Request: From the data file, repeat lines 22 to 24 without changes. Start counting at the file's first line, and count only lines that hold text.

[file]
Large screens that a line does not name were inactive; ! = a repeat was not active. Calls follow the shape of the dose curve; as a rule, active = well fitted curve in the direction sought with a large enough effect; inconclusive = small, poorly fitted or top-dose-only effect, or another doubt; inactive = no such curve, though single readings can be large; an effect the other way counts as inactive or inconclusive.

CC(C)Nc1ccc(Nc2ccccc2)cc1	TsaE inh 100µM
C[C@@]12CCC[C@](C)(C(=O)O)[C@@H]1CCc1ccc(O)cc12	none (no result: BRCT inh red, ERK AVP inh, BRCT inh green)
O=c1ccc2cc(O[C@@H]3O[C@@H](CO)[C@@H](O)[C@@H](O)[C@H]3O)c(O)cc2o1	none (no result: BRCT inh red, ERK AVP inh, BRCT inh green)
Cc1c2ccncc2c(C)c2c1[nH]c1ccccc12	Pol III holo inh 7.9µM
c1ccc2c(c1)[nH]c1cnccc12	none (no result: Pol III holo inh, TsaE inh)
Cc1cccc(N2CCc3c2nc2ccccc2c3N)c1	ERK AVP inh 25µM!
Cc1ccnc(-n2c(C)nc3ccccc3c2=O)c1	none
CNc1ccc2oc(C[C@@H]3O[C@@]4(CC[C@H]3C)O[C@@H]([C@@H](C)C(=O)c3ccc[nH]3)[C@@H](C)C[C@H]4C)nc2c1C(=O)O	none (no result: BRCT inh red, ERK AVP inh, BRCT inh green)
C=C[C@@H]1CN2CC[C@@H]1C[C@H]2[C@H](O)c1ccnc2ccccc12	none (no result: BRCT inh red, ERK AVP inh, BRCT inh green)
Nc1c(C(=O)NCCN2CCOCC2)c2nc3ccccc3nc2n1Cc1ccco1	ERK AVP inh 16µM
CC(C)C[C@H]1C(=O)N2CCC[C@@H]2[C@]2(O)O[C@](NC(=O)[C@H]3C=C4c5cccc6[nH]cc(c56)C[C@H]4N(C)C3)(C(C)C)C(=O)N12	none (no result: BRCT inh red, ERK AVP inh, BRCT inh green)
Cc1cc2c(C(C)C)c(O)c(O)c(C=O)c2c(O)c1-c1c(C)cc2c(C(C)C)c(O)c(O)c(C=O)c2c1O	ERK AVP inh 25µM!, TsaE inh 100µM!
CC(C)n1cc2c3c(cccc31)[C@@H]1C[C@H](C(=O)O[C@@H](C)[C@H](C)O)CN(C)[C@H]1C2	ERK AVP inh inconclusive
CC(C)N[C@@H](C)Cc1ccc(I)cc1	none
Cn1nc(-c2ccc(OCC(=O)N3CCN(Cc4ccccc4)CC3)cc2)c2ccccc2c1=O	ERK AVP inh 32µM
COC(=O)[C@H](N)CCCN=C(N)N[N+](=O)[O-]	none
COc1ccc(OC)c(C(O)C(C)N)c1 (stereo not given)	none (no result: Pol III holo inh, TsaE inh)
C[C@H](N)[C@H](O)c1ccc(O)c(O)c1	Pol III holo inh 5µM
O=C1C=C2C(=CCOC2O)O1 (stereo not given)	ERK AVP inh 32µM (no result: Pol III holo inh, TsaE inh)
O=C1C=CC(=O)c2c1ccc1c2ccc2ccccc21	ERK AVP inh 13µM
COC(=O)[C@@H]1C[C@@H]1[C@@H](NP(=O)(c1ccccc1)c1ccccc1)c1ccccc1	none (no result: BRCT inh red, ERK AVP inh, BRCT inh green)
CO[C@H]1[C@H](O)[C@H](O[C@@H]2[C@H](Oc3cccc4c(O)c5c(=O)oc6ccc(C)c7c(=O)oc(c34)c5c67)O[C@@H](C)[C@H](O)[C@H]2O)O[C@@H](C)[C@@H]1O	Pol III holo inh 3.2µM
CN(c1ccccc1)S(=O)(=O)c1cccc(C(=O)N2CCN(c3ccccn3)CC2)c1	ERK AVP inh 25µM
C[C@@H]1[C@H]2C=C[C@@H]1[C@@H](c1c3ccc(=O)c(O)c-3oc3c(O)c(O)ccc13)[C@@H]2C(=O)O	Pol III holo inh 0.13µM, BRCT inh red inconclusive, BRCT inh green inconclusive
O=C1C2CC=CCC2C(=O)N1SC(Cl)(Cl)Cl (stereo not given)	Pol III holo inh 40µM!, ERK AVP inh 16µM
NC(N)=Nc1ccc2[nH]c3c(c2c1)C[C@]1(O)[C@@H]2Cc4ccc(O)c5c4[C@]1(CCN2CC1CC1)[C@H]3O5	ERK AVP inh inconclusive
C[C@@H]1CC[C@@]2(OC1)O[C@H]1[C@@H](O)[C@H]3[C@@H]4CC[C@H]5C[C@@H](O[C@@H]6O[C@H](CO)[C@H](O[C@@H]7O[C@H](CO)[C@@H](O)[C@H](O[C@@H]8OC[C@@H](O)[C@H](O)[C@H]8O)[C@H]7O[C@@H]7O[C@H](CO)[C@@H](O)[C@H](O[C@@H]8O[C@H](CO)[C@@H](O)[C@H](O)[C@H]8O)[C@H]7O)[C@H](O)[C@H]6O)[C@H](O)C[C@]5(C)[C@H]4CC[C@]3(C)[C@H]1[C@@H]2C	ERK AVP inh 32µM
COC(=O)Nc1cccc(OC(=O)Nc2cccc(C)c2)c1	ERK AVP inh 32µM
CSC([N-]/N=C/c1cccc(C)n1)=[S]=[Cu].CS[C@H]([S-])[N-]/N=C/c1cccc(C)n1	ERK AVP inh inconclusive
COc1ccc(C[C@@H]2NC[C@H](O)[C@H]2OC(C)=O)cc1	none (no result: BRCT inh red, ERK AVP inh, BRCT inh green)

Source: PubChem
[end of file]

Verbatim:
COC(=O)[C@@H]1C[C@@H]1[C@@H](NP(=O)(c1ccccc1)c1ccccc1)c1ccccc1	none (no result: BRCT inh red, ERK AVP inh, BRCT inh green)
CO[C@H]1[C@H](O)[C@H](O[C@@H]2[C@H](Oc3cccc4c(O)c5c(=O)oc6ccc(C)c7c(=O)oc(c34)c5c67)O[C@@H](C)[C@H](O)[C@H]2O)O[C@@H](C)[C@@H]1O	Pol III holo inh 3.2µM
CN(c1ccccc1)S(=O)(=O)c1cccc(C(=O)N2CCN(c3ccccn3)CC2)c1	ERK AVP inh 25µM